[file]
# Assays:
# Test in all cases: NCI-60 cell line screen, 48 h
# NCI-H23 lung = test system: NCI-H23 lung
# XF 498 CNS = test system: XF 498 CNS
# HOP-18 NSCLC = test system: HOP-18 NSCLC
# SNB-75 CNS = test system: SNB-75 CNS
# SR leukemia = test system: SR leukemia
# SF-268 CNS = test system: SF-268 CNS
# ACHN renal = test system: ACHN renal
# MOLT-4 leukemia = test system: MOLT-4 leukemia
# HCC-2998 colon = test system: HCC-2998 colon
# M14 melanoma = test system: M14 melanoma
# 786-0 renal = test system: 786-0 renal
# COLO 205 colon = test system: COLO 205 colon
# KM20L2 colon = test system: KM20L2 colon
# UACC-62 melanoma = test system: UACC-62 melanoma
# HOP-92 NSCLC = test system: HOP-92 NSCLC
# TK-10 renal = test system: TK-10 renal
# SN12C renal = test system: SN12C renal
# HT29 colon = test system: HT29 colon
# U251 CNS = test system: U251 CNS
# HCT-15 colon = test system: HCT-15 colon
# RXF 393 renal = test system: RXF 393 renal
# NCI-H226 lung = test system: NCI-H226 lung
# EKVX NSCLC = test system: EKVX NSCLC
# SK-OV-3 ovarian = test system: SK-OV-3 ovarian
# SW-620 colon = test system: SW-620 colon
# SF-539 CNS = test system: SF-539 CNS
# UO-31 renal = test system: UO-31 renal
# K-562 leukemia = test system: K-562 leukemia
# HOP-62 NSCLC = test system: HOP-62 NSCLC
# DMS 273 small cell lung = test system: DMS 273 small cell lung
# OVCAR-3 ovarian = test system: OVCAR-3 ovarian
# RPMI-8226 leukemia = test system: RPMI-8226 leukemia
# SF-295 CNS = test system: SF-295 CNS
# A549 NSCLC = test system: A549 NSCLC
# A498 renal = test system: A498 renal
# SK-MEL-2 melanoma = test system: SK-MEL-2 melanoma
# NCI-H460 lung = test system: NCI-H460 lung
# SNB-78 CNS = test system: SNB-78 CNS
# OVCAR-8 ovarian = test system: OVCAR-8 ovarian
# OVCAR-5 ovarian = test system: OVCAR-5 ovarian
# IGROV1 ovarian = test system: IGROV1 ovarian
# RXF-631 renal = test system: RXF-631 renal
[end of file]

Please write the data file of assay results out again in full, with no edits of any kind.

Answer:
# Assays:
# Test in all cases: NCI-60 cell line screen, 48 h
# NCI-H23 lung = test system: NCI-H23 lung
# XF 498 CNS = test system: XF 498 CNS
# HOP-18 NSCLC = test system: HOP-18 NSCLC
# SNB-75 CNS = test system: SNB-75 CNS
# SR leukemia = test system: SR leukemia
# SF-268 CNS = test system: SF-268 CNS
# ACHN renal = test system: ACHN renal
# MOLT-4 leukemia = test system: MOLT-4 leukemia
# HCC-2998 colon = test system: HCC-2998 colon
# M14 melanoma = test system: M14 melanoma
# 786-0 renal = test system: 786-0 renal
# COLO 205 colon = test system: COLO 205 colon
# KM20L2 colon = test system: KM20L2 colon
# UACC-62 melanoma = test system: UACC-62 melanoma
# HOP-92 NSCLC = test system: HOP-92 NSCLC
# TK-10 renal = test system: TK-10 renal
# SN12C renal = test system: SN12C renal
# HT29 colon = test system: HT29 colon
# U251 CNS = test system: U251 CNS
# HCT-15 colon = test system: HCT-15 colon
# RXF 393 renal = test system: RXF 393 renal
# NCI-H226 lung = test system: NCI-H226 lung
# EKVX NSCLC = test system: EKVX NSCLC
# SK-OV-3 ovarian = test system: SK-OV-3 ovarian
# SW-620 colon = test system: SW-620 colon
# SF-539 CNS = test system: SF-539 CNS
# UO-31 renal = test system: UO-31 renal
# K-562 leukemia = test system: K-562 leukemia
# HOP-62 NSCLC = test system: HOP-62 NSCLC
# DMS 273 small cell lung = test system: DMS 273 small cell lung
# OVCAR-3 ovarian = test system: OVCAR-3 ovarian
# RPMI-8226 leukemia = test system: RPMI-8226 leukemia
# SF-295 CNS = test system: SF-295 CNS
# A549 NSCLC = test system: A549 NSCLC
# A498 renal = test system: A498 renal
# SK-MEL-2 melanoma = test system: SK-MEL-2 melanoma
# NCI-H460 lung = test system: NCI-H460 lung
# SNB-78 CNS = test system: SNB-78 CNS
# OVCAR-8 ovarian = test system: OVCAR-8 ovarian
# OVCAR-5 ovarian = test system: OVCAR-5 ovarian
# IGROV1 ovarian = test system: IGROV1 ovarian
# RXF-631 renal = test system: RXF-631 renal